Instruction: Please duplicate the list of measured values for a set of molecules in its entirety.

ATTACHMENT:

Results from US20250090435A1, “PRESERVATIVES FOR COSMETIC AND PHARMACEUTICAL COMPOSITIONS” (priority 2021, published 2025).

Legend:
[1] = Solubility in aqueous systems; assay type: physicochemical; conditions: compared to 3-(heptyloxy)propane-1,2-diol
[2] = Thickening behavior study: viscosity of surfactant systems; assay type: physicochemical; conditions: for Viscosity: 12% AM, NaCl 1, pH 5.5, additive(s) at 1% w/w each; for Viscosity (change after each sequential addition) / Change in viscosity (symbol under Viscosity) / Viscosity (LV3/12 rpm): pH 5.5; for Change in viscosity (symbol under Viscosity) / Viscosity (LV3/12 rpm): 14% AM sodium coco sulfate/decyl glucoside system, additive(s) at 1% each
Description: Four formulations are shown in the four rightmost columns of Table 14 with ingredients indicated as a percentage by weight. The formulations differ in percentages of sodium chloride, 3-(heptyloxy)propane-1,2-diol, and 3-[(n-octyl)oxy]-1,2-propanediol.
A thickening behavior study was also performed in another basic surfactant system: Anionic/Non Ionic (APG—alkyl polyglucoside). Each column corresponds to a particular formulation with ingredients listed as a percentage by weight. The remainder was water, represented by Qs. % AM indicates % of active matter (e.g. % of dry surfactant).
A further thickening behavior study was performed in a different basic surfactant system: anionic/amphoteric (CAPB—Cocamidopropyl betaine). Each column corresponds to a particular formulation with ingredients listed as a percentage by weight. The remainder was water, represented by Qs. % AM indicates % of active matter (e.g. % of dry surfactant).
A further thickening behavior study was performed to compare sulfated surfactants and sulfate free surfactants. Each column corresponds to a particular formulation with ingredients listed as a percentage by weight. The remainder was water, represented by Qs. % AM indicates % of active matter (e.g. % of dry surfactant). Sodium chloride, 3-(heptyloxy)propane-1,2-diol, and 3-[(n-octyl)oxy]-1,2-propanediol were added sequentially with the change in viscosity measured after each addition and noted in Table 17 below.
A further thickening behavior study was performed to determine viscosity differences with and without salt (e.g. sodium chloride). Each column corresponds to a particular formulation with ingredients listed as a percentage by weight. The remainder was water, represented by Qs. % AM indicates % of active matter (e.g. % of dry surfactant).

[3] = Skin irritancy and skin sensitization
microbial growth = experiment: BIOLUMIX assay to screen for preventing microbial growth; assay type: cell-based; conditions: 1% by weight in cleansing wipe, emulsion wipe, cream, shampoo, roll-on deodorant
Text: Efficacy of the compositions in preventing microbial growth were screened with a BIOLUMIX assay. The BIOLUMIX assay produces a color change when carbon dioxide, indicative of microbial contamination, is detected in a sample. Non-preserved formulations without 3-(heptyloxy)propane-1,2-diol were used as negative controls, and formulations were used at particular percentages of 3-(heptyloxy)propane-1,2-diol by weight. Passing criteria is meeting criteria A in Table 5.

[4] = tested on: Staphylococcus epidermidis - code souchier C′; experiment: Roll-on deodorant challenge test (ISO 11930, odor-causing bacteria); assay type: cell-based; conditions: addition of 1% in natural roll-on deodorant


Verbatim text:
Results from US20250090435A1, “PRESERVATIVES FOR COSMETIC AND PHARMACEUTICAL COMPOSITIONS” (priority 2021, published 2025).

Legend:
[1] = Solubility in aqueous systems; assay type: physicochemical; conditions: compared to 3-(heptyloxy)propane-1,2-diol
[2] = Thickening behavior study: viscosity of surfactant systems; assay type: physicochemical; conditions: for Viscosity: 12% AM, NaCl 1, pH 5.5, additive(s) at 1% w/w each; for Viscosity (change after each sequential addition) / Change in viscosity (symbol under Viscosity) / Viscosity (LV3/12 rpm): pH 5.5; for Change in viscosity (symbol under Viscosity) / Viscosity (LV3/12 rpm): 14% AM sodium coco sulfate/decyl glucoside system, additive(s) at 1% each
Description: Four formulations are shown in the four rightmost columns of Table 14 with ingredients indicated as a percentage by weight. The formulations differ in percentages of sodium chloride, 3-(heptyloxy)propane-1,2-diol, and 3-[(n-octyl)oxy]-1,2-propanediol.
A thickening behavior study was also performed in another basic surfactant system: Anionic/Non Ionic (APG—alkyl polyglucoside). Each column corresponds to a particular formulation with ingredients listed as a percentage by weight. The remainder was water, represented by Qs. % AM indicates % of active matter (e.g. % of dry surfactant).
A further thickening behavior study was performed in a different basic surfactant system: anionic/amphoteric (CAPB—Cocamidopropyl betaine). Each column corresponds to a particular formulation with ingredients listed as a percentage by weight. The remainder was water, represented by Qs. % AM indicates % of active matter (e.g. % of dry surfactant).
A further thickening behavior study was performed to compare sulfated surfactants and sulfate free surfactants. Each column corresponds to a particular formulation with ingredients listed as a percentage by weight. The remainder was water, represented by Qs. % AM indicates % of active matter (e.g. % of dry surfactant). Sodium chloride, 3-(heptyloxy)propane-1,2-diol, and 3-[(n-octyl)oxy]-1,2-propanediol were added sequentially with the change in viscosity measured after each addition and noted in Table 17 below.
A further thickening behavior study was performed to determine viscosity differences with and without salt (e.g. sodium chloride). Each column corresponds to a particular formulation with ingredients listed as a percentage by weight. The remainder was water, represented by Qs. % AM indicates % of active matter (e.g. % of dry surfactant).

[3] = Skin irritancy and skin sensitization
microbial growth = experiment: BIOLUMIX assay to screen for preventing microbial growth; assay type: cell-based; conditions: 1% by weight in cleansing wipe, emulsion wipe, cream, shampoo, roll-on deodorant
Text: Efficacy of the compositions in preventing microbial growth were screened with a BIOLUMIX assay. The BIOLUMIX assay produces a color change when carbon dioxide, indicative of microbial contamination, is detected in a sample. Non-preserved formulations without 3-(heptyloxy)propane-1,2-diol were used as negative controls, and formulations were used at particular percentages of 3-(heptyloxy)propane-1,2-diol by weight. Passing criteria is meeting criteria A in Table 5.

[4] = tested on: Staphylococcus epidermidis - code souchier C′; experiment: Roll-on deodorant challenge test (ISO 11930, odor-causing bacteria); assay type: cell-based; conditions: addition of 1% in natural roll-on deodorant